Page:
They say that the soils possess characteristics that deliver a perfectly balanced grapevine, a key factor for making the quality wines that originate here. This makes them special and distinctive. Here we’ll tell you a little more about this corner of the Valparaíso Region.
Just as Chile Travel reminds us, this zone is recognized internationally for its wines, offering some of the best examples in the country. That’s why in 2013 it received the title of Great Wine Capital by Great Wine Capitals Global Network, an association comprised of the most prestigious wine growing region around the world.
Located in the Valparaíso Region, just 40 km from the Pacific Ocean and less than 80 km from Santiago, its strategic location makes it one of most highly recommended valleys for wine lovers.
Just as we saw with the Apalta wines in the Colchagua Valley, Casablanca has its own particularities with its wines.
What makes the Casablanca Valley unique?
The first thing to highlight is that Casablanca is a very extensive valley, with many sub-zones with unique characteristics that make their wines different, despite coming from the same Denomination.
In general, the soils can be classified as alluvial in origin with a sandy loam texture, good permeability and little water retention in these shallow soils. They also have low levels of organic material and little alkalization.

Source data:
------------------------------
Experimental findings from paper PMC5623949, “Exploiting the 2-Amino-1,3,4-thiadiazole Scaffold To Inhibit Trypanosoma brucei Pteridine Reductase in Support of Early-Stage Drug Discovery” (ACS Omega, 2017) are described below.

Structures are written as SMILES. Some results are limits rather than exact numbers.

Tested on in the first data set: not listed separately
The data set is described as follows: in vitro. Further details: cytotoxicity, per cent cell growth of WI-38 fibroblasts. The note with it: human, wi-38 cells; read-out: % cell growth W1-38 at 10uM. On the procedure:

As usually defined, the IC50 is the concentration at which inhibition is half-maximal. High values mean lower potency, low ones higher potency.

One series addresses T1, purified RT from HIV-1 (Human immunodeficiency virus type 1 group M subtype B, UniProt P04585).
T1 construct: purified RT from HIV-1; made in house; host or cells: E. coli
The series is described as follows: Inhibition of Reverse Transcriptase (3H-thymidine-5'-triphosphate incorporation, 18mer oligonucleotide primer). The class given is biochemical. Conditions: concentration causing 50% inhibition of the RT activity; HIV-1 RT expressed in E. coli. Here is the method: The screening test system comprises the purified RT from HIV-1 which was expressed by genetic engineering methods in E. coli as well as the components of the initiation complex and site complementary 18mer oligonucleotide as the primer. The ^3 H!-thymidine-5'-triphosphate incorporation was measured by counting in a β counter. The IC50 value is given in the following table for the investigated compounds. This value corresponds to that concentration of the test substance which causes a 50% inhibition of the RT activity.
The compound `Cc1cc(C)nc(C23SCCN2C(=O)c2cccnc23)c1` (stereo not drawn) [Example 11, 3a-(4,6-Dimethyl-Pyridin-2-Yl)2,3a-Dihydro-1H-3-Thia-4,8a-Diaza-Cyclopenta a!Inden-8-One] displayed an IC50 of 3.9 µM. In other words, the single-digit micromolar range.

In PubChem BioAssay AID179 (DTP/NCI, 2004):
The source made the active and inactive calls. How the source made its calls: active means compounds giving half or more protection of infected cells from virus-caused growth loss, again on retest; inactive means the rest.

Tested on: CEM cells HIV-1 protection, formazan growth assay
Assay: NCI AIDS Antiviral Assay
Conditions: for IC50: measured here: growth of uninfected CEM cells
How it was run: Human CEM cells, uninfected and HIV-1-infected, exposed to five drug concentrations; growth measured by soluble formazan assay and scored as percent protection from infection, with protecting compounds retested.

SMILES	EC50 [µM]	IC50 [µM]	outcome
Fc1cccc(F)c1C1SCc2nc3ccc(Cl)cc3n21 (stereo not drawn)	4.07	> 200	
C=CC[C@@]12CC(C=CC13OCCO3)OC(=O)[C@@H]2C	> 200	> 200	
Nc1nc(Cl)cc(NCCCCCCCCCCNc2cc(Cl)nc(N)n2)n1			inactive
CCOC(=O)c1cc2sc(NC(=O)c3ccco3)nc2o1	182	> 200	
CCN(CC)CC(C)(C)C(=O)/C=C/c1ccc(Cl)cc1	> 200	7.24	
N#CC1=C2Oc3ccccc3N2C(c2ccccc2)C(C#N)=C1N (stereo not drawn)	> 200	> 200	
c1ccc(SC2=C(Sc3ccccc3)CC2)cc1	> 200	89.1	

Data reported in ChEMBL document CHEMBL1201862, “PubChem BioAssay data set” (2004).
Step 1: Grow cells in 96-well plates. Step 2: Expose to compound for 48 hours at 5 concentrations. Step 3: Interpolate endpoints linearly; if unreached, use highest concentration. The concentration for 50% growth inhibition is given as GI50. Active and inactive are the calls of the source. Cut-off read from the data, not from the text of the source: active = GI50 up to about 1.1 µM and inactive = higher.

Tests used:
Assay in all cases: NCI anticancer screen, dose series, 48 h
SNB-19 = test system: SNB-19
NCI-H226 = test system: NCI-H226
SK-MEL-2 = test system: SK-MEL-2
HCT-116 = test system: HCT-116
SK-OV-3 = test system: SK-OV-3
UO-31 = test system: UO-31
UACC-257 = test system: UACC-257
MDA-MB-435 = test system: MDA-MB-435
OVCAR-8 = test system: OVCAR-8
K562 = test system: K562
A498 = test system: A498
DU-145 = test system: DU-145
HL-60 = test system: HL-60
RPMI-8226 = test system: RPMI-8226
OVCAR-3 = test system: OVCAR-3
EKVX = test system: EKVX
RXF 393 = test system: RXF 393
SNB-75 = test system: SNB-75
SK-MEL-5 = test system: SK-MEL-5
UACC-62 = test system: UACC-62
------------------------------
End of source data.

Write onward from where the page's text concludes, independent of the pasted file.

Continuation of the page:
They’re formed by the decomposition of granite from the Coastal Mountains, which are older than the Andes. Some areas have larger amounts of clay, and in other areas, more sand.
In the areas with more clay, the soils have an increased capacity for moisture retention, which translates into greater aromatic intensity but less structure in the wines, compared with those produced on soils with a higher level of sand, which have less aromatic intensity but greater body.
Because of its size, as we mentioned before, within the valley there are substantial differences. In the case of Viñedos Veramonte, our soils are more granitic and mineral thanks to our location at the foot of the Coastal Mountains (when compared to vineyards found in the flatter areas).
Other factors like the morning fog and the coastal influence also add a distinctive character to the wine. These are cool-climate wines, which is why a Merlot from Casablanca is fresh and light, where you can better appreciate its fruit, versus a Merlot from Colchagua, which tends to be more concentrated with sweeter aromas in a more rounded, substantial wine. The same occurs with Syrah from cool climates.
And because of the climate, Casablanca produces fresh wines with aromas of tropical fruit, unlike very cool climate valleys like San Antonio.
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